This volume gathers 142 of some 300 letters written by Mary Telfair of Savannah to her best friend Mary Few of New York. Telfair was born in 1791 to a wealthy, prominent, slaveholding Savannah family. Few, born in 1790 into equally affluent circumstances, moved with her family from Savannah to New York in 1799. Self-exiled because of their strong antislavery views, the Fews never returned to Georgia yet remained close to the Telfairs. The close friendship between Telfair and Few ended only with their deaths in the 1870s. Regular travelers, they met on many occasions. Chiefly, however, they kept in touch through frequent correspondence (Few's letters to Telfair remain undiscovered, and may not have not survived). Wherever Telfair happened to be - in Savannah, the northern states, or Europe - she wrote to her friend at least two or three times a month. Telfair's letters offer unique insights into the daily life of her family and the changes wrought by the deaths of so many of its members. The letters also reveal the shared interests and imperatives at the base of her various relationships with elite women, but especially with Mary Few, whom Telfair memorably described as her ""Siamese Twin."" The two women, neither of whom ever wed, nonetheless discussed the rights and obligations of marriage as well as their own state of ""single blessedness."" They also conversed about shared intellectual interests - literature, lecture topics, women's education - as well as the foibles of common acquaintances. Here is a fascinating, unfamiliar world as revealed in what editor Betty Wood calls ""one of the most remarkable literary exchanges between women of high social rank in the early national and antebellum United States.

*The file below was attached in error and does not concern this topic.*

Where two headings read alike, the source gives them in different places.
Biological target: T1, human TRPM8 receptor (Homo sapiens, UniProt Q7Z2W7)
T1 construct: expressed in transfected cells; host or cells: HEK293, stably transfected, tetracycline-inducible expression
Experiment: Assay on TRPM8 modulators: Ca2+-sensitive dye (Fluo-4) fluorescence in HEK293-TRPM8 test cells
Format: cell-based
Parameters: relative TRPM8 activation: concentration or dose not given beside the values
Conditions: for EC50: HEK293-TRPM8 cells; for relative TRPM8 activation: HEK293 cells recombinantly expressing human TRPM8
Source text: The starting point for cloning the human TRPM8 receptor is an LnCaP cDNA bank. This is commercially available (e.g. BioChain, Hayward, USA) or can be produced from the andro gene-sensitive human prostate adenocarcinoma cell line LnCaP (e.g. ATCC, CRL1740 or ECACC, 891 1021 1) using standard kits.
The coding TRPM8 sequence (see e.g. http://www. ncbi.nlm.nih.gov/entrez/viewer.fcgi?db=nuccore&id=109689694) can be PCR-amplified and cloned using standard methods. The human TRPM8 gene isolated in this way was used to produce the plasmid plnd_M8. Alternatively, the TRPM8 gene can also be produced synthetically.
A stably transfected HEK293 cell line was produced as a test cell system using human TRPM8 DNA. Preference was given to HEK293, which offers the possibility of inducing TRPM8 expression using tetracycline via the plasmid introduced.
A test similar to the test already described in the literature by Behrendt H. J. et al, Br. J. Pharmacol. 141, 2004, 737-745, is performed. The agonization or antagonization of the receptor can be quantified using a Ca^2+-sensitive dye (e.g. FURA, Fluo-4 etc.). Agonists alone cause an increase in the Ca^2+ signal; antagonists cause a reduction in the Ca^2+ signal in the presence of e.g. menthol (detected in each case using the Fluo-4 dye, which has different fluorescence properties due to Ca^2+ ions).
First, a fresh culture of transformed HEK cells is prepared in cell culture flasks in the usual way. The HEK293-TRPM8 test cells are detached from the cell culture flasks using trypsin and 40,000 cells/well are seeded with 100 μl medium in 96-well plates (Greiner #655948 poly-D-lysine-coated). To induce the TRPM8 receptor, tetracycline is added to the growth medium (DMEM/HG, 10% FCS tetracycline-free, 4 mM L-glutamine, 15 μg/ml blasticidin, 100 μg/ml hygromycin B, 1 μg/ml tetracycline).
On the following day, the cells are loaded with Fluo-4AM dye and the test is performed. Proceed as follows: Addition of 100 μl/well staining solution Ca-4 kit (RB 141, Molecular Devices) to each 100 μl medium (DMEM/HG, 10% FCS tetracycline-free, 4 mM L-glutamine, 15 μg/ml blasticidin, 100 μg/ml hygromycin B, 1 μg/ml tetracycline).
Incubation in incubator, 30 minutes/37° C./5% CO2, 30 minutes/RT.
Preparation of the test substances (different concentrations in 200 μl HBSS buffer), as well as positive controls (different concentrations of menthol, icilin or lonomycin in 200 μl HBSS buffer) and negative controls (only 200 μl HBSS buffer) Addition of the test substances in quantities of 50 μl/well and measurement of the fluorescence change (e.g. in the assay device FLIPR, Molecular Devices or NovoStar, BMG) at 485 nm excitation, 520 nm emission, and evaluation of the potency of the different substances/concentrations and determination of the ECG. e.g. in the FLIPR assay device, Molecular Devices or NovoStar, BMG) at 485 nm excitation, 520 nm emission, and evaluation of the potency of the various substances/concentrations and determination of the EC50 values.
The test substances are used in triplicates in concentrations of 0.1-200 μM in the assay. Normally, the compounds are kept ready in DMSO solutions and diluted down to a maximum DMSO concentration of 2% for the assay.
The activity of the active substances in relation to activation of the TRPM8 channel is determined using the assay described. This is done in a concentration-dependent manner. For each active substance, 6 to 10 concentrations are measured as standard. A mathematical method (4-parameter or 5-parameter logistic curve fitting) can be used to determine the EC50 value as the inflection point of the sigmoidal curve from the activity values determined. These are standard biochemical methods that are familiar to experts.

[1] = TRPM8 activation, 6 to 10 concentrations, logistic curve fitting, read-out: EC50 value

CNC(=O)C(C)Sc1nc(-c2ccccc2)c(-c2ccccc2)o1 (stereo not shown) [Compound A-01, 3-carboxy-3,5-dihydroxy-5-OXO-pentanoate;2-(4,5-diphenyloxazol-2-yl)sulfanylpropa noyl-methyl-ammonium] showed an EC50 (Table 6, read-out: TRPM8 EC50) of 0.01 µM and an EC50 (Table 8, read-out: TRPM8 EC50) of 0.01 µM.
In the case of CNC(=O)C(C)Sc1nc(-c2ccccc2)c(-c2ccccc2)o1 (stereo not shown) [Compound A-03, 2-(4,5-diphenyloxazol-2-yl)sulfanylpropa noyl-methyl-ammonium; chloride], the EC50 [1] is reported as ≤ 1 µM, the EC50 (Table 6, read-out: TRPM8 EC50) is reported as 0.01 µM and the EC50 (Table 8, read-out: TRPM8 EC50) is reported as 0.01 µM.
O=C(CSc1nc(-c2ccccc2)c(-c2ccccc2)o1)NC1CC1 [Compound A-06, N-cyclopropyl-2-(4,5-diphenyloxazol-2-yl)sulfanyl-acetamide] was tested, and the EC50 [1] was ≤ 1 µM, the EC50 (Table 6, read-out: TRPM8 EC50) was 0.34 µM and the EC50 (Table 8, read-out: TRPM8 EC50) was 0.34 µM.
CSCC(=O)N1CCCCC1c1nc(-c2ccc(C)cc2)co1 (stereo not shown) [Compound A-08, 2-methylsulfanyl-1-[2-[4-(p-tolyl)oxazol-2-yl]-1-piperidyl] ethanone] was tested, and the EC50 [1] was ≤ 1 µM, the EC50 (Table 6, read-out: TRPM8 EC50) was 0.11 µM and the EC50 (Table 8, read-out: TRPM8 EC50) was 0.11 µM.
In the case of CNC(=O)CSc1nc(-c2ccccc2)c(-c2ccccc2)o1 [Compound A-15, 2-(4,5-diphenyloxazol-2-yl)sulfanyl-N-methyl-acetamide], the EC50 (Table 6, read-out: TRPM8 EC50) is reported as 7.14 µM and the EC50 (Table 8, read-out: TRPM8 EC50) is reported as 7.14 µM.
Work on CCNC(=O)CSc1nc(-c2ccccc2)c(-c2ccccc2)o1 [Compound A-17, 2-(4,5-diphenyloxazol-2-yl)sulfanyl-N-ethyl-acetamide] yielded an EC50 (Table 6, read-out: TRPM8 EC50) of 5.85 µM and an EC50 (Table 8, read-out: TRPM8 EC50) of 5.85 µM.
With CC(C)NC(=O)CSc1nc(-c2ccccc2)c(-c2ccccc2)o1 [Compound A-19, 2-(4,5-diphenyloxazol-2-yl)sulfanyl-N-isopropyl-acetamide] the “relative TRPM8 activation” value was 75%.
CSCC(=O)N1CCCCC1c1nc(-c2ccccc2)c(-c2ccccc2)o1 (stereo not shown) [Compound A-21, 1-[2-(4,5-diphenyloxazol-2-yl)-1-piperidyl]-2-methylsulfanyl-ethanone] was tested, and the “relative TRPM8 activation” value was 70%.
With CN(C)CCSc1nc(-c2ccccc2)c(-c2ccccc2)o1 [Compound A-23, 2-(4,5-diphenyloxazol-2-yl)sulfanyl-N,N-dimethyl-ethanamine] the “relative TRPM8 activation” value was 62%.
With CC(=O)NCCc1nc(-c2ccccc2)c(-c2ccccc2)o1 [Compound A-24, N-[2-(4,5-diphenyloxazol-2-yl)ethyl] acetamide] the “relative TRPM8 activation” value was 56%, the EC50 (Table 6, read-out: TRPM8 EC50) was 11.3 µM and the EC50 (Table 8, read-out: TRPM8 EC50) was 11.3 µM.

Betty Wood is a reader in American history at the University of Cambridge and a fellow at Girton College, Cambridge. She is the author of several books, including Gender, Race, and Rank in a Revolutionary Age (Georgia), Women's Work, Men's Work (Georgia), and Slavery in Colonial America, 1619-1776.